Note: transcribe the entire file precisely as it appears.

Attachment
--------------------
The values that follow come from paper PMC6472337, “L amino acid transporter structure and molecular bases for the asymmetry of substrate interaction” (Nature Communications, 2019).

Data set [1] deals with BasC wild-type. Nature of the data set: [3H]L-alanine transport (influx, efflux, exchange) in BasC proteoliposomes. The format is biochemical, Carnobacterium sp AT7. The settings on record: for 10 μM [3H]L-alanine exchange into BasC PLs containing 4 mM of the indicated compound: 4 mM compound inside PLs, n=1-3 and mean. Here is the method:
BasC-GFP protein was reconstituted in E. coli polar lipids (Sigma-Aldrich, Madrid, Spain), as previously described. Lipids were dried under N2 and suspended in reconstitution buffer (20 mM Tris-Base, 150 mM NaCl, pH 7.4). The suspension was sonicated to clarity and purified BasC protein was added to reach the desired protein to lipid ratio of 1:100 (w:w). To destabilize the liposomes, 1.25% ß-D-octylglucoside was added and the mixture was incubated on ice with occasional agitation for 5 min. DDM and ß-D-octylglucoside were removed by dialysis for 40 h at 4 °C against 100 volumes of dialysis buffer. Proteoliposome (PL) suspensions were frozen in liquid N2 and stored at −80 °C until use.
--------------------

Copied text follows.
The values that follow come from paper PMC6472337, “L amino acid transporter structure and molecular bases for the asymmetry of substrate interaction” (Nature Communications, 2019).

Data set [1] deals with BasC wild-type. Nature of the data set: [3H]L-alanine transport (influx, efflux, exchange) in BasC proteoliposomes. The format is biochemical, Carnobacterium sp AT7. The settings on record: for 10 μM [3H]L-alanine exchange into BasC PLs containing 4 mM of the indicated compound: 4 mM compound inside PLs, n=1-3 and mean. Here is the method:
BasC-GFP protein was reconstituted in E. coli polar lipids (Sigma-Aldrich, Madrid, Spain), as previously described. Lipids were dried under N2 and suspended in reconstitution buffer (20 mM Tris-Base, 150 mM NaCl, pH 7.4). The suspension was sonicated to clarity and purified BasC protein was added to reach the desired protein to lipid ratio of 1:100 (w:w). To destabilize the liposomes, 1.25% ß-D-octylglucoside was added and the mixture was incubated on ice with occasional agitation for 5 min. DDM and ß-D-octylglucoside were removed by dialysis for 40 h at 4 °C against 100 volumes of dialysis buffer. Proteoliposome (PL) suspensions were frozen in liquid N2 and stored at −80 °C until use.